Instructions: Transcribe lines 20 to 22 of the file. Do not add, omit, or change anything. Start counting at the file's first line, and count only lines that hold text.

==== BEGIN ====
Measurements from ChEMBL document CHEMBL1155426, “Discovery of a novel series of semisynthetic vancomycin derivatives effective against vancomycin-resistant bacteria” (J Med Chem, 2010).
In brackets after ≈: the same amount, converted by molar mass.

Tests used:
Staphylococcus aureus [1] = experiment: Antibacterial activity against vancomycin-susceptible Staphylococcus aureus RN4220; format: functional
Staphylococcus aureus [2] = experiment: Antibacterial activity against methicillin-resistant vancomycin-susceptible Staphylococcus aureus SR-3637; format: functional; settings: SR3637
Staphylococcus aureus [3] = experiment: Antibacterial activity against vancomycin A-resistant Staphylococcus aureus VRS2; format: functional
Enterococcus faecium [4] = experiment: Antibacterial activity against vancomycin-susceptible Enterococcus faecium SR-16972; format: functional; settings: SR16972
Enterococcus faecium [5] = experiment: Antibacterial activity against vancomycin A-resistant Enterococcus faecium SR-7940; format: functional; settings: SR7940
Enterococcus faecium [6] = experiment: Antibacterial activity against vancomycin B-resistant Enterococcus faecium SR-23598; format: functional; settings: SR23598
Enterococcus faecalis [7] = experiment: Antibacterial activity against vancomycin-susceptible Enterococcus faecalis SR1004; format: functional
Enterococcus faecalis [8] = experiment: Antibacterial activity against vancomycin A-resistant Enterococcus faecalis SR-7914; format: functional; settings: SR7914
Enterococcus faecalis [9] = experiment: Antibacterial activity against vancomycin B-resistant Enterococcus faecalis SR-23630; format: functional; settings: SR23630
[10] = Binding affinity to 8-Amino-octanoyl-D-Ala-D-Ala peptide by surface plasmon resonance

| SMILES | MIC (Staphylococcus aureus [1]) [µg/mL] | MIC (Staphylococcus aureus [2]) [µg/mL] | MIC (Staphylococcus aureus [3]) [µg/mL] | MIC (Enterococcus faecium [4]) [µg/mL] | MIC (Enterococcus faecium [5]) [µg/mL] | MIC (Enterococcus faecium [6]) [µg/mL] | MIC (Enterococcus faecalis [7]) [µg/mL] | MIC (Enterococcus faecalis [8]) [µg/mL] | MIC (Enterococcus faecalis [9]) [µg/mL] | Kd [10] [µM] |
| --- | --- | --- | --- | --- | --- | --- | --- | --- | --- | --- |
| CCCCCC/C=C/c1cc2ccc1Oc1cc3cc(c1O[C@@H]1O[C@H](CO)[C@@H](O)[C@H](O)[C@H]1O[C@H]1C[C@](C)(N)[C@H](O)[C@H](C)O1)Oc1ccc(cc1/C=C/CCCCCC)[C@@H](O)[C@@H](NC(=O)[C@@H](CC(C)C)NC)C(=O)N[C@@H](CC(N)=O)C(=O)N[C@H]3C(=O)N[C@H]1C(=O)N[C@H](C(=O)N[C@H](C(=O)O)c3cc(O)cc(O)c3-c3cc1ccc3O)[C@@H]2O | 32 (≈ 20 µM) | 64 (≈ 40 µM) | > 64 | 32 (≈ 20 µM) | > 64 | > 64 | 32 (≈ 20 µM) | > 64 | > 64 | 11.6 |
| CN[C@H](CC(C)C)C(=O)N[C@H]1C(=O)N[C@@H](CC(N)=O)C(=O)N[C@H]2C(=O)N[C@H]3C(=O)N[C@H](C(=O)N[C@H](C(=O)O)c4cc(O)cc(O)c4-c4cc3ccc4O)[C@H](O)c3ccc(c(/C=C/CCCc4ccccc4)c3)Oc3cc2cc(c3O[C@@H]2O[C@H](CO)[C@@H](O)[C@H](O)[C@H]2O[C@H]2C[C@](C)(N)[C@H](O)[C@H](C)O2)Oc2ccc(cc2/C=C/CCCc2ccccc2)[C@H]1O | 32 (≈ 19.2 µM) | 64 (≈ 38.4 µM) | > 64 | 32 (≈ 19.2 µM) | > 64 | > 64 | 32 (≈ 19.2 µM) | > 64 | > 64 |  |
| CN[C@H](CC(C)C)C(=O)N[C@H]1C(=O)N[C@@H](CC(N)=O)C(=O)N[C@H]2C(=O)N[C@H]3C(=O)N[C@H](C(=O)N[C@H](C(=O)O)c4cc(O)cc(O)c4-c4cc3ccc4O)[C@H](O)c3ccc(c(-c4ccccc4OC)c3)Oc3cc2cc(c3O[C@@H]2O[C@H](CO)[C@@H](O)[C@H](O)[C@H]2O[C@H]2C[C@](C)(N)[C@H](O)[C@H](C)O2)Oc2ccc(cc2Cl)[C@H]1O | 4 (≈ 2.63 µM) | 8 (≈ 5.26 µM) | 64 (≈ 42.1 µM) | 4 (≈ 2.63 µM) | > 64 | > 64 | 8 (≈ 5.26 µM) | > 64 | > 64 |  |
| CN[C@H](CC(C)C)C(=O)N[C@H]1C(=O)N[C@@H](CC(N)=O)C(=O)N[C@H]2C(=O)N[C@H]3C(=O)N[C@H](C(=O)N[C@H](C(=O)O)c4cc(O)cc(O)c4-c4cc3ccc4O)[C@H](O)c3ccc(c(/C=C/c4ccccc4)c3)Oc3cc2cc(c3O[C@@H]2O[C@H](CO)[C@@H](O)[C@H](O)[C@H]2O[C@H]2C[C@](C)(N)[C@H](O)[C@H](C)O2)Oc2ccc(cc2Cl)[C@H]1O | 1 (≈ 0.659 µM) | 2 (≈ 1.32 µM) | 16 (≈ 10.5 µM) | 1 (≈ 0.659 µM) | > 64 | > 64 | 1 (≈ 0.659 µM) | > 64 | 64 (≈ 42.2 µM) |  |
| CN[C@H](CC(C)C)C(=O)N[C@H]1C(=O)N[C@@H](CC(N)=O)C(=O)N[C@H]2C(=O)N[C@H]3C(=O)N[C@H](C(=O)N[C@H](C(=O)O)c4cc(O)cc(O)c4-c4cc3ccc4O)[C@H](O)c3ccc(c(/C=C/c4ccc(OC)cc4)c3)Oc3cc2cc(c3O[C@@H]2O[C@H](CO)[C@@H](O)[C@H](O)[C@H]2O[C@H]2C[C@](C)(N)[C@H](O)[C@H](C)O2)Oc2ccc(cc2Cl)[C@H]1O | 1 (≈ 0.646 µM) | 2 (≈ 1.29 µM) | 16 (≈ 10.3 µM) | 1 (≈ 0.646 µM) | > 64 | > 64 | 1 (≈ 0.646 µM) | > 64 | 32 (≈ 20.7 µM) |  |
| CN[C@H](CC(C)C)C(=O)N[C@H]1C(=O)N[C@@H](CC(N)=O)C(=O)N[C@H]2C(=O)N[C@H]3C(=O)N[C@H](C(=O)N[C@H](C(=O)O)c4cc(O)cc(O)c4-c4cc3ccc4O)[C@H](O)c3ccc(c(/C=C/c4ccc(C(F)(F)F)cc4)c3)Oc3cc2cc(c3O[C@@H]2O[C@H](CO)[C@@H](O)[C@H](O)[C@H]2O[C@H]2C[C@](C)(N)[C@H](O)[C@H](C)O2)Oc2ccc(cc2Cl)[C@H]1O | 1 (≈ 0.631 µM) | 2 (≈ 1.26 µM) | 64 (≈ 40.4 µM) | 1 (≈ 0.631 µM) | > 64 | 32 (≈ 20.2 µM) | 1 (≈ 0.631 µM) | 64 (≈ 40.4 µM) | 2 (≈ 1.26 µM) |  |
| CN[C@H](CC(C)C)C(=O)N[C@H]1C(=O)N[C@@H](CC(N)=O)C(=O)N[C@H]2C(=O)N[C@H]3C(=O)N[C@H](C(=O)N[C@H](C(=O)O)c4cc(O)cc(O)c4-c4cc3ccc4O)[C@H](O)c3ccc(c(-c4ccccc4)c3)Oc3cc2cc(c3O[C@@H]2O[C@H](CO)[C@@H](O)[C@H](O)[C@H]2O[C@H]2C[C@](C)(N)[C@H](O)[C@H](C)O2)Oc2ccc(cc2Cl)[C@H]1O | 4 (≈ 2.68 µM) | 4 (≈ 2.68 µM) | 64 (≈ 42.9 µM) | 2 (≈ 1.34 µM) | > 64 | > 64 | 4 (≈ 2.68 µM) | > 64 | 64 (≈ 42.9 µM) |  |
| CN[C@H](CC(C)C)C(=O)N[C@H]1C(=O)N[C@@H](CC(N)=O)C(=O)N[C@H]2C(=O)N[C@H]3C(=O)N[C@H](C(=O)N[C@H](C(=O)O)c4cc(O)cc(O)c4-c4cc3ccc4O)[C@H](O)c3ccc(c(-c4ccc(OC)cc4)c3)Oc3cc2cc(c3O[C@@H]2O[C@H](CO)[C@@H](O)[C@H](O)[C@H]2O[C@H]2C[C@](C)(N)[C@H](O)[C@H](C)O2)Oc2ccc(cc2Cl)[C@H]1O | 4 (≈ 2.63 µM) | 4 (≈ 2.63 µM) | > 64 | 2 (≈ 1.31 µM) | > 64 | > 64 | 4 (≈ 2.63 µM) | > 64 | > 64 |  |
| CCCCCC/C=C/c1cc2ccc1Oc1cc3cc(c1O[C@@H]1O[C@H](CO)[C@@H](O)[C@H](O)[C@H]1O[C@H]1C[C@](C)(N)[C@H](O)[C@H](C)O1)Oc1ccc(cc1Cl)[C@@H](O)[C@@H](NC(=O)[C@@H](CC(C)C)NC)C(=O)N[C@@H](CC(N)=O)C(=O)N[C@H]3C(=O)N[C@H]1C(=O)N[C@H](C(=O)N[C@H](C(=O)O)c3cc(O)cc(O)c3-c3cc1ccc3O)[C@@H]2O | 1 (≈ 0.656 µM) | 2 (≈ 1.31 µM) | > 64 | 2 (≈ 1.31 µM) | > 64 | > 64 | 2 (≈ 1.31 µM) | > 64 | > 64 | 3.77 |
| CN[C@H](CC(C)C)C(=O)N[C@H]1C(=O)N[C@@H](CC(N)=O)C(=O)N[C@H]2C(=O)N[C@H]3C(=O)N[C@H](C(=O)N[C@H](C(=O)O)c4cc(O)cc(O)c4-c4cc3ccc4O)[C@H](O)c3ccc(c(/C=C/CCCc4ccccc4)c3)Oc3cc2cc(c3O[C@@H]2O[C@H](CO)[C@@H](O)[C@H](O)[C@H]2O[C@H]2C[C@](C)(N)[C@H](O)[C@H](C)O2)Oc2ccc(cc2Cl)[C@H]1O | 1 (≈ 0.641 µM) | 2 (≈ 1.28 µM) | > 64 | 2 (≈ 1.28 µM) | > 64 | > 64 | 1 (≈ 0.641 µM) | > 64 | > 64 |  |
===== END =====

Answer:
| CN[C@H](CC(C)C)C(=O)N[C@H]1C(=O)N[C@@H](CC(N)=O)C(=O)N[C@H]2C(=O)N[C@H]3C(=O)N[C@H](C(=O)N[C@H](C(=O)O)c4cc(O)cc(O)c4-c4cc3ccc4O)[C@H](O)c3ccc(c(/C=C/c4ccc(OC)cc4)c3)Oc3cc2cc(c3O[C@@H]2O[C@H](CO)[C@@H](O)[C@H](O)[C@H]2O[C@H]2C[C@](C)(N)[C@H](O)[C@H](C)O2)Oc2ccc(cc2Cl)[C@H]1O | 1 (≈ 0.646 µM) | 2 (≈ 1.29 µM) | 16 (≈ 10.3 µM) | 1 (≈ 0.646 µM) | > 64 | > 64 | 1 (≈ 0.646 µM) | > 64 | 32 (≈ 20.7 µM) |  |
| CN[C@H](CC(C)C)C(=O)N[C@H]1C(=O)N[C@@H](CC(N)=O)C(=O)N[C@H]2C(=O)N[C@H]3C(=O)N[C@H](C(=O)N[C@H](C(=O)O)c4cc(O)cc(O)c4-c4cc3ccc4O)[C@H](O)c3ccc(c(/C=C/c4ccc(C(F)(F)F)cc4)c3)Oc3cc2cc(c3O[C@@H]2O[C@H](CO)[C@@H](O)[C@H](O)[C@H]2O[C@H]2C[C@](C)(N)[C@H](O)[C@H](C)O2)Oc2ccc(cc2Cl)[C@H]1O | 1 (≈ 0.631 µM) | 2 (≈ 1.26 µM) | 64 (≈ 40.4 µM) | 1 (≈ 0.631 µM) | > 64 | 32 (≈ 20.2 µM) | 1 (≈ 0.631 µM) | 64 (≈ 40.4 µM) | 2 (≈ 1.26 µM) |  |
| CN[C@H](CC(C)C)C(=O)N[C@H]1C(=O)N[C@@H](CC(N)=O)C(=O)N[C@H]2C(=O)N[C@H]3C(=O)N[C@H](C(=O)N[C@H](C(=O)O)c4cc(O)cc(O)c4-c4cc3ccc4O)[C@H](O)c3ccc(c(-c4ccccc4)c3)Oc3cc2cc(c3O[C@@H]2O[C@H](CO)[C@@H](O)[C@H](O)[C@H]2O[C@H]2C[C@](C)(N)[C@H](O)[C@H](C)O2)Oc2ccc(cc2Cl)[C@H]1O | 4 (≈ 2.68 µM) | 4 (≈ 2.68 µM) | 64 (≈ 42.9 µM) | 2 (≈ 1.34 µM) | > 64 | > 64 | 4 (≈ 2.68 µM) | > 64 | 64 (≈ 42.9 µM) |  |